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{{CTan
 
{{CTan
 
|tab1 = Villain Overview
 
|tab1 = Villain Overview
|tab2 = Gallery}}{{Hostile Species
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|tab2 = Gallery}}
  +
{{Hostile Species
 
|image = Haste_of_the_Balrogs_by_Viking-Heart.png
 
|image = Haste_of_the_Balrogs_by_Viking-Heart.png
 
|fullname = Valaraukar
 
|fullname = Valaraukar
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Shadow and Flame
 
Shadow and Flame
 
|origin = ''The Silmarillion''
 
|origin = ''The Silmarillion''
|homeworld = Arda (they were actually born as Maiar before its creation)
+
|homeworld = Arda <small>(they were actually born as Maiar before its creation)</small>
 
|occupation = Servants of Morgoth
 
|occupation = Servants of Morgoth
|members = [[Gothmog (Balrog)|Gothmog]], the Lord of the Balrogs<br>
+
|members = Gothmog <small>(the Lord of the Balrogs)</small><br>
 
Durin's Bane<br>
 
Durin's Bane<br>
 
Lungorthin<br>
 
Lungorthin<br>
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Pyrokinesis
 
Pyrokinesis
 
|hobby = Killing and destroying kingdoms.
 
|hobby = Killing and destroying kingdoms.
|goals = Serve Morgoth in to taking over Arda and ruining it.<br>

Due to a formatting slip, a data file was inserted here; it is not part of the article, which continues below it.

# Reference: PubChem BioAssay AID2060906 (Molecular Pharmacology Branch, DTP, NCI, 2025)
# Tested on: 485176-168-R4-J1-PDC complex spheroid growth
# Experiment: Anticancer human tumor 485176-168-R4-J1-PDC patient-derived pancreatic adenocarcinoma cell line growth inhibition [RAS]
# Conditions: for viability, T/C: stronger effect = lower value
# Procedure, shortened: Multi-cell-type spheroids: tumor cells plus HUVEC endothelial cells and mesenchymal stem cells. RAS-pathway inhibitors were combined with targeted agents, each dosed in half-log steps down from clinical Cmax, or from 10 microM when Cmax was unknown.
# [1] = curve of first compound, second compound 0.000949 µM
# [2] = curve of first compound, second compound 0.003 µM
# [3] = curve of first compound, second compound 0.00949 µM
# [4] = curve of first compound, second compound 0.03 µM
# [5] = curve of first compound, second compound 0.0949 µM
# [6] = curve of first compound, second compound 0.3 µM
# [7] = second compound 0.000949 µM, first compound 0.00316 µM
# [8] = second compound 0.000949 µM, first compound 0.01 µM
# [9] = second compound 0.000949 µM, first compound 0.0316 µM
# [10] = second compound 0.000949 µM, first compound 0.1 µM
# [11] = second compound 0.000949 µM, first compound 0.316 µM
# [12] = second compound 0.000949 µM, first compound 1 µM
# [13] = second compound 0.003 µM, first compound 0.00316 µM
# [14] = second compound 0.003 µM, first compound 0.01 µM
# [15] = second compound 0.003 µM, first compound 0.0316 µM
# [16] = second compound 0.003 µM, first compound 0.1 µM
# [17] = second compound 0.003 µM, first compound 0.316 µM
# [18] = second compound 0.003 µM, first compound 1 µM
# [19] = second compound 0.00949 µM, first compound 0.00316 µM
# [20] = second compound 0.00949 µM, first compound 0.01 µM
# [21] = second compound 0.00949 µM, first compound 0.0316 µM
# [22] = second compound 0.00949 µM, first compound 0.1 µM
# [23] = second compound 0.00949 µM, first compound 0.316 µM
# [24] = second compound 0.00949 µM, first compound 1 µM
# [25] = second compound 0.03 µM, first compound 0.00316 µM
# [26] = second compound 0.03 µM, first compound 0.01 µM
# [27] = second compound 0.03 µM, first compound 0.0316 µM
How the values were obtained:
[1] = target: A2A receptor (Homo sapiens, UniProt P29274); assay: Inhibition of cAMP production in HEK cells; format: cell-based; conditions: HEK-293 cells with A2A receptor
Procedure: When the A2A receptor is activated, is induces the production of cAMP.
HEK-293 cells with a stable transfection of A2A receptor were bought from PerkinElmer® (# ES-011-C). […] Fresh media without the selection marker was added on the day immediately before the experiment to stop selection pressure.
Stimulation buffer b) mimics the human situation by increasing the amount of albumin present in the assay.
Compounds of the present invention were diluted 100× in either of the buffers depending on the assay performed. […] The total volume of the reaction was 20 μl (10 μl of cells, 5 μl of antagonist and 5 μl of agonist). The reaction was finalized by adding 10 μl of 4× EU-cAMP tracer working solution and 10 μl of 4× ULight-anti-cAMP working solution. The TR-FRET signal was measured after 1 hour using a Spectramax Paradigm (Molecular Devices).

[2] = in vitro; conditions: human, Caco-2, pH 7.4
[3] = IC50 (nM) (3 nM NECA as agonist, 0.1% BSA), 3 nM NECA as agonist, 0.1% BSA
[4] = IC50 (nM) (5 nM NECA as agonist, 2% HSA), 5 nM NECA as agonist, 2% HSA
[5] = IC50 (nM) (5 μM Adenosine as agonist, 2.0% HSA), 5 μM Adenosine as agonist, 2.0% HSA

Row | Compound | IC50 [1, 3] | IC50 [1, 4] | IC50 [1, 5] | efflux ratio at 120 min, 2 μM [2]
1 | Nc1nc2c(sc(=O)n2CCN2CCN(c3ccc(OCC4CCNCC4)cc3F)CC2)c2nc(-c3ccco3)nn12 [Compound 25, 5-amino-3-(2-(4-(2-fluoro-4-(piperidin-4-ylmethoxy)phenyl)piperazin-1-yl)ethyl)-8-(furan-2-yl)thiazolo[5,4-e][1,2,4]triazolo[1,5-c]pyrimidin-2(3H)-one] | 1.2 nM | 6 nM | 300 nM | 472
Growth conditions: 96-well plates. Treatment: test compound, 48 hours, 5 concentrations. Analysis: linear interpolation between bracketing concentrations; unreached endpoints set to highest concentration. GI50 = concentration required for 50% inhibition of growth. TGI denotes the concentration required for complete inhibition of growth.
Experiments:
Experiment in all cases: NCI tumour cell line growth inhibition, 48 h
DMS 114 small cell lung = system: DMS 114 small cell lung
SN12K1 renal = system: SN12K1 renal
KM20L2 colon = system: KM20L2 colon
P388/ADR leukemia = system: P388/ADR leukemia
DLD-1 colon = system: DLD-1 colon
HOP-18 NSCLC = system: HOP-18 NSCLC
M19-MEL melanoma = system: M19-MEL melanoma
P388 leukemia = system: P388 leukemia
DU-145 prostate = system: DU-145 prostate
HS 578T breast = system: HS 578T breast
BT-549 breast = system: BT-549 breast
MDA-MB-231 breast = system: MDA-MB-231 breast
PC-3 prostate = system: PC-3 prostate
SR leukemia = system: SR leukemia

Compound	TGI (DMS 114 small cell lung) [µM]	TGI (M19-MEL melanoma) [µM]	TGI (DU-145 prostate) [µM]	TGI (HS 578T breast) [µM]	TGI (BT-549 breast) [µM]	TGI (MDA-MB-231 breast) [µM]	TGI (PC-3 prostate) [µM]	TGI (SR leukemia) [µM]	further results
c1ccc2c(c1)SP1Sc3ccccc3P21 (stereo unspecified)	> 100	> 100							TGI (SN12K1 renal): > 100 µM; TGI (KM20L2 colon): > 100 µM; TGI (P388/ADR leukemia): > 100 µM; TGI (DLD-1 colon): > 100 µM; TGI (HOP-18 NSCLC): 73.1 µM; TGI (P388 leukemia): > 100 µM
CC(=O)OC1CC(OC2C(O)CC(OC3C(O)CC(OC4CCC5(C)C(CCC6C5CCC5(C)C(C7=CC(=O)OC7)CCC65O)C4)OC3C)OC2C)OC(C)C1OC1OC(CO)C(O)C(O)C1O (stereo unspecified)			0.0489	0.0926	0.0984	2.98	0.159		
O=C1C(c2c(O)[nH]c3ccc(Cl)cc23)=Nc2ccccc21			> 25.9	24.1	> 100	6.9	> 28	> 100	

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|goals = Serve Morgoth in to taking over Arda and ruining it <small>(succeeded)</small>.<br>
Destroy Middle-earth.<br>
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Destroy Middle-earth <small>(ongoing)</small>.
Durin's Bane goals: Kill Gandalf, Destroy Khazad-dûm (succeeded)
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|crimes = Mass murder
 
|type of hostile species = Demonic Traitors}}
 
|type of hostile species = Demonic Traitors}}
   
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==Appearance==
 
==Appearance==
 
===In J.R.R. Tolkien's novels===
 
===In J.R.R. Tolkien's novels===
A Balrog generally took the form of a tall, menacing being roughly in the shape of a Man, having control of both fire and shadow and wielding a fiery whip with several thongs ([[Gothmog]], the Lord of Balrogs in the First Age, used an axe as well). They induced great terror in friends and foes alike. Many who faced Balrogs referred to them as "creatures of fire and shadow" or simply "shadow and flame."
+
A Balrog generally took the form of a tall, menacing being roughly in the shape of a Man, having control of both fire and shadow and wielding a fiery whip with several thongs ([[Gothmog (Balrog)|Gothmog]], the Lord of Balrogs in the First Age, used an axe as well). They induced great terror in friends and foes alike. Many who faced Balrogs referred to them as "creatures of fire and shadow" or simply "shadow and flame."
   
 
In his published works, Tolkien depicts the Balrog as being barely a shape wreathed in shadow and flame - possibly man-shape, yet greater. He also described the Balrog as being only "several feet taller than an average man". In the book series ''The History of Middle-earth'', Balrogs are revealed to be twice as tall as an Elf. Balrogs seemed to encapsulate and project power and terror.